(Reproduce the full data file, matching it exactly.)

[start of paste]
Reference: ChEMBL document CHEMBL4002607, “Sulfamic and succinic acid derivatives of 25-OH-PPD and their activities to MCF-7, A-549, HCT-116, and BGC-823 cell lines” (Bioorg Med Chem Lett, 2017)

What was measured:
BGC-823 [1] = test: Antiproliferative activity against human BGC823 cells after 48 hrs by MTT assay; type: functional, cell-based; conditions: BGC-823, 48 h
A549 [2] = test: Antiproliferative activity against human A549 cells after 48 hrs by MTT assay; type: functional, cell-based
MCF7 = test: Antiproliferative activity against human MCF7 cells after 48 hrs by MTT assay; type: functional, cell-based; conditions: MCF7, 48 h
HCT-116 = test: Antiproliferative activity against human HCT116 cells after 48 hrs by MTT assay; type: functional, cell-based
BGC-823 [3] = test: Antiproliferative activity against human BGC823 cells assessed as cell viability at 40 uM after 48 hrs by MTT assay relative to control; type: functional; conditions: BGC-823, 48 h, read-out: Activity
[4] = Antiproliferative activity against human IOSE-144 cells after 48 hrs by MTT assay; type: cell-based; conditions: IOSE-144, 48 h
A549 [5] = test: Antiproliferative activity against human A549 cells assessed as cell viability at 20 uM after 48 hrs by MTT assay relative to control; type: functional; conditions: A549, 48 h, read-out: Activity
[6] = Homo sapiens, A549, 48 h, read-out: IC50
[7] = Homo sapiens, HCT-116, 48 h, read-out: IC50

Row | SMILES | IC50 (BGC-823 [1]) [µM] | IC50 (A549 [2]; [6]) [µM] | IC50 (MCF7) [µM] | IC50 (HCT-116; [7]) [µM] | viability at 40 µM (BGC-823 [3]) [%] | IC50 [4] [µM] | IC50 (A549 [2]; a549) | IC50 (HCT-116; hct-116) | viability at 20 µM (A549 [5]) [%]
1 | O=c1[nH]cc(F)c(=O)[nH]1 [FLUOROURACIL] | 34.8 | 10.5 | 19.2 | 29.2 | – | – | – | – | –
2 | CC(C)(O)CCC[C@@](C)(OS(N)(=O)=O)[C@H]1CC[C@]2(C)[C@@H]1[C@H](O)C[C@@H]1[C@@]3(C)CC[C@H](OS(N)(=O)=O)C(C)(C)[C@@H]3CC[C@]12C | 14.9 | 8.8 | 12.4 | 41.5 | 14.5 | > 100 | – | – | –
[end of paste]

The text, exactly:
Reference: ChEMBL document CHEMBL4002607, “Sulfamic and succinic acid derivatives of 25-OH-PPD and their activities to MCF-7, A-549, HCT-116, and BGC-823 cell lines” (Bioorg Med Chem Lett, 2017)

What was measured:
BGC-823 [1] = test: Antiproliferative activity against human BGC823 cells after 48 hrs by MTT assay; type: functional, cell-based; conditions: BGC-823, 48 h
A549 [2] = test: Antiproliferative activity against human A549 cells after 48 hrs by MTT assay; type: functional, cell-based
MCF7 = test: Antiproliferative activity against human MCF7 cells after 48 hrs by MTT assay; type: functional, cell-based; conditions: MCF7, 48 h
HCT-116 = test: Antiproliferative activity against human HCT116 cells after 48 hrs by MTT assay; type: functional, cell-based
BGC-823 [3] = test: Antiproliferative activity against human BGC823 cells assessed as cell viability at 40 uM after 48 hrs by MTT assay relative to control; type: functional; conditions: BGC-823, 48 h, read-out: Activity
[4] = Antiproliferative activity against human IOSE-144 cells after 48 hrs by MTT assay; type: cell-based; conditions: IOSE-144, 48 h
A549 [5] = test: Antiproliferative activity against human A549 cells assessed as cell viability at 20 uM after 48 hrs by MTT assay relative to control; type: functional; conditions: A549, 48 h, read-out: Activity
[6] = Homo sapiens, A549, 48 h, read-out: IC50
[7] = Homo sapiens, HCT-116, 48 h, read-out: IC50

Row | SMILES | IC50 (BGC-823 [1]) [µM] | IC50 (A549 [2]; [6]) [µM] | IC50 (MCF7) [µM] | IC50 (HCT-116; [7]) [µM] | viability at 40 µM (BGC-823 [3]) [%] | IC50 [4] [µM] | IC50 (A549 [2]; a549) | IC50 (HCT-116; hct-116) | viability at 20 µM (A549 [5]) [%]
1 | O=c1[nH]cc(F)c(=O)[nH]1 [FLUOROURACIL] | 34.8 | 10.5 | 19.2 | 29.2 | – | – | – | – | –
2 | CC(C)(O)CCC[C@@](C)(OS(N)(=O)=O)[C@H]1CC[C@]2(C)[C@@H]1[C@H](O)C[C@@H]1[C@@]3(C)CC[C@H](OS(N)(=O)=O)C(C)(C)[C@@H]3CC[C@]12C | 14.9 | 8.8 | 12.4 | 41.5 | 14.5 | > 100 | – | – | –